The White House says Mr. Bush encouraged Hu to engage in "substantive dialogue with the Dalai Lama's representatives and to allow access for journalists and diplomats."
Beijing's crackdown in Tibet is in response to the most sustained uprising against Chinese rule in almost two decades, a challenge that has put China's human rights record in the international spotlight.
Mr. Bush also told Hu that last weekend's elections in Taiwan provided "a fresh opportunity for both sides to reach out and engage one another in peacefully resolving their differences."
They also discussed the situation in North Korea and Myanmar.
China on Wednesday announced the surrender of hundreds of people over anti-government protests among Tibetans and allowed into the regional capital Lhasa the first group of foreign journalists to visit since the violence.
The moves appear calculated to bolster government claims that authorities are in control of the situation and that the protests that began peacefully were acts of destruction and murder.
The protests embarrassed the government ahead of this summer's Beijing Olympics, leading it to flood Tibet with troops and ban foreign journalists. The protests took a violent turn on March 14, when rioters set hundreds of fires in Lhasa and attacked ethnic Chinese.
It was unclear how much freedom to report the small group of foreign journalists, among them an Associated Press reporter, would have during the Chinese government-arranged two-day trip. The visit comes amid rising international pressure over China's crackdown in Tibet less than five months ahead of the Beijing Olympics.
State-run media announced that more than 600 people had turned themselves in to police in Lhasa and in Sichuan province, where unrest also broke out.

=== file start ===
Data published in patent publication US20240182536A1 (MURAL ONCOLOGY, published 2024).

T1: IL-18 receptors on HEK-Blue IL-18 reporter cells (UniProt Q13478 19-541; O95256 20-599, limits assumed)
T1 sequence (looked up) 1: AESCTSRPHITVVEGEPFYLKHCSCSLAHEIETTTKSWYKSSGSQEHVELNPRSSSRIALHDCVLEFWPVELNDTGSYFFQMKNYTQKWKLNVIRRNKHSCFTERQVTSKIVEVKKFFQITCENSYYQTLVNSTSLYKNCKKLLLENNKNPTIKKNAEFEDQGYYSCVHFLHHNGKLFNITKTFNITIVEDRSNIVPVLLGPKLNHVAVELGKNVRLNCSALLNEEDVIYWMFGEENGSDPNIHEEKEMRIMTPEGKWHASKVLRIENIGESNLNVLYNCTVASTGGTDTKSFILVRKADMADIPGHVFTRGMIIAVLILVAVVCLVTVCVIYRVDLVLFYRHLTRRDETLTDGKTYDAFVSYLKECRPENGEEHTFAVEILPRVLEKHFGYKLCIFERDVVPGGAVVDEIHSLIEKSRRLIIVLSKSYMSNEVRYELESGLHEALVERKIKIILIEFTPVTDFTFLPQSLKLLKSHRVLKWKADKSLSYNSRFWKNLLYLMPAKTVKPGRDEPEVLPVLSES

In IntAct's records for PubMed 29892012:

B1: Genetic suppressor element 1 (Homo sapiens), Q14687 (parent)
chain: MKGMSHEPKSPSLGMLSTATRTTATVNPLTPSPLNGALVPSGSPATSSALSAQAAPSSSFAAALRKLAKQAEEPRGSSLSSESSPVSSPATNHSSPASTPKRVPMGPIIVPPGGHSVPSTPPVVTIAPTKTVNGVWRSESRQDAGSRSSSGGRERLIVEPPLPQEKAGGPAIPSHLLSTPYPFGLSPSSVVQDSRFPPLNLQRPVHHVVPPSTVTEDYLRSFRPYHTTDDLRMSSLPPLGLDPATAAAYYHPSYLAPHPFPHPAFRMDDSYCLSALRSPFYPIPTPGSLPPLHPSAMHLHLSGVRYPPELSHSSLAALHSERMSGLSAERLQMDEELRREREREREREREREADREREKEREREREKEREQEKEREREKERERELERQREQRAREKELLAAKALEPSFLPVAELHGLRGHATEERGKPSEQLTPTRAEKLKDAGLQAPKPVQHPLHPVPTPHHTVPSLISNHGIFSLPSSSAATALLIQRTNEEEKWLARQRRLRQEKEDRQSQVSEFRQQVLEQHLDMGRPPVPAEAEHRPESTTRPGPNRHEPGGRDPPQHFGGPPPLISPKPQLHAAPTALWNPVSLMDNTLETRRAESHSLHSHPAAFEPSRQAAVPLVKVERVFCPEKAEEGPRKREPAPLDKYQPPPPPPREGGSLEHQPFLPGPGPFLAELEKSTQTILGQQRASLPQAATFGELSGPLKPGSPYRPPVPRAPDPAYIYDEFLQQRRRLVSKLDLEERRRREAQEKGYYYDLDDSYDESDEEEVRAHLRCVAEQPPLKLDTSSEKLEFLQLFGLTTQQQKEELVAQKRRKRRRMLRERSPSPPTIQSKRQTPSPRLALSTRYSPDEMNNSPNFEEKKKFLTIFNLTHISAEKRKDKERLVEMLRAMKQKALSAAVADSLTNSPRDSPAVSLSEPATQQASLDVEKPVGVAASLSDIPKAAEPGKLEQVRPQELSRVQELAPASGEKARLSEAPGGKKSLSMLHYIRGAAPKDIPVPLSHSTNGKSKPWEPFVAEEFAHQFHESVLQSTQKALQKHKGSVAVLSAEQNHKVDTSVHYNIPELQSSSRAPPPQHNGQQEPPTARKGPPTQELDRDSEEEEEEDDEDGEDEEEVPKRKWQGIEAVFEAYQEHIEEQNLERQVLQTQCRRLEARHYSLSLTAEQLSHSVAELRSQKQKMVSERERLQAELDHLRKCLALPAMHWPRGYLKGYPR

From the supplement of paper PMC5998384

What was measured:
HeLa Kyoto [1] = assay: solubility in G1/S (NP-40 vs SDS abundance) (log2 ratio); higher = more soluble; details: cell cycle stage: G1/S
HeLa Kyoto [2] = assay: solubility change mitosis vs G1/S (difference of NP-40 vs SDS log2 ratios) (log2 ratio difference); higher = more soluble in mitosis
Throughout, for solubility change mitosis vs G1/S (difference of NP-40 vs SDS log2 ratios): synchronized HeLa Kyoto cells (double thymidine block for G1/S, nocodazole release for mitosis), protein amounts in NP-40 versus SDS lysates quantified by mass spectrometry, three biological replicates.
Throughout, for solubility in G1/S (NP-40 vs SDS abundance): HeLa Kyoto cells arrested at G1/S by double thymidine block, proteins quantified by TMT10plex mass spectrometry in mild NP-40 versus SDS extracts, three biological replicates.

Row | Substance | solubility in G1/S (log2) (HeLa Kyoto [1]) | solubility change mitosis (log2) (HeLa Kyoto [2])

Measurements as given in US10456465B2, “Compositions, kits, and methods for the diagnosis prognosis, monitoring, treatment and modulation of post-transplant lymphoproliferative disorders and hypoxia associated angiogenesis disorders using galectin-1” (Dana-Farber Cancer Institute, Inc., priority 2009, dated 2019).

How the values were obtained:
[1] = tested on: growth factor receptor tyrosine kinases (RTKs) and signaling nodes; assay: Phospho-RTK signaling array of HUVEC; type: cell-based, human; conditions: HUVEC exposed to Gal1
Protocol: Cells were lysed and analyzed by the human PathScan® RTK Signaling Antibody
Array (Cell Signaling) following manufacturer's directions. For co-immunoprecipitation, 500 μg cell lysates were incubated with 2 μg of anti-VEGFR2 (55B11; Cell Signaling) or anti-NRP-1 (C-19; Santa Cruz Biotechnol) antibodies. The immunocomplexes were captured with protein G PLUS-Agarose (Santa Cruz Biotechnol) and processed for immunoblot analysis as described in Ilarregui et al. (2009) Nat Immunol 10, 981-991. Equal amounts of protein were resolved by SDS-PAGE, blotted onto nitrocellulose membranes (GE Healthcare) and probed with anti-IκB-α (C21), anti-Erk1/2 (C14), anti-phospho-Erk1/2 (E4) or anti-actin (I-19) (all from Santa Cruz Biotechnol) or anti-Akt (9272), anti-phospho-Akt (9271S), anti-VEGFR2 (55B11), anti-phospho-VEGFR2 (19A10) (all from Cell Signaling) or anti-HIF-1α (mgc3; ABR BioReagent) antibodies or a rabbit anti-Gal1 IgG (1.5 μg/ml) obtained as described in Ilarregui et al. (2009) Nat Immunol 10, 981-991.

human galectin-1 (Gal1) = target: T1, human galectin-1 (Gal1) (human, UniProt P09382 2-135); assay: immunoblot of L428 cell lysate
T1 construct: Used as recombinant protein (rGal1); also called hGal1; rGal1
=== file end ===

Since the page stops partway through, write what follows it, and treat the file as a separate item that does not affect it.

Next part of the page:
Police also had published a list of 53 people wanted in connection with the riots, the official Xinhua News Agency reported. At least 29 people have been formally arrested, but it wasn't clear if they were among the 53 on the wanted list.
The uprising was the broadest and most sustained against Chinese rule in almost two decades, embarrassing and frustrating the communist leadership. Thousands of troops and police have been deployed to contain the unrest.
The government says at least 22 people have died in Lhasa; Tibetan rights groups say nearly 140 Tibetans were killed, including 19 in Gansu province.
So far, the U.S., Britain and Germany have all condemned China for its response to the protests, but stopped short of threatening to boycott the games or the Aug. 8 opening ceremony.
The Bush administration, meanwhile, has staked out a position which de-links China's human rights actions from the Olympics, reports CBS News State Department correspondent Charles Wolfson.
"Our view…is that the Olympics is an important international sporting event," said State department spokesman Sean McCormack, adding "On the other side of that, we would encourage the Chinese government to put their best face forward during the Olympics. The world is going to be watching."
But French President Nicolas Sarkozy hasthe opening ceremony.
"Our Chinese friends must understand the worldwide concern that there is about the question of Tibet, and I will adapt my response to the evolutions in the situation that will come, I hope, as rapidly as possible," he told reporters in southwest France.
Belgian Vice Premier Didier Reynders, meanwhile, said officials in his government had not excluded the possibility of staying away from the Games. The sports minister of the northern Dutch-speaking region of Flanders has already said he will not attend the opening ceremony of the games, arguing the ceremony is used to promote Chinese propaganda.
Also Tuesday, China's Foreign Ministry lashed out at a British newspaper editorial comparing the Beijing Olympics to the 1936 Games in Nazi Germany as an "insult to the Chinese people."
The editorial by ex-British Cabinet minister Michael Portillo published in The Sunday Times revealed the "despicable psychology of some people," spokesman Qin Gang said in a statement.
Authorities had pledged harsh punishment for those participating in the violence. The Tibet Daily quoted the national police chief as saying monks would be subjected to "patriotic education" classes and he accused the protesters of violating Buddhist tenants.
In such classes, monks are forced to denounce their spiritual leader, the Dalai Lama, who remains widely revered despite Beijing's relentless vilification, and declare their loyalty to the communist government.
China's communist troops entered Tibet in 1950, and the country claims to have the Himalayan region for seven centuries. Many Tibetans say they were effectively an independent nation for most of that time.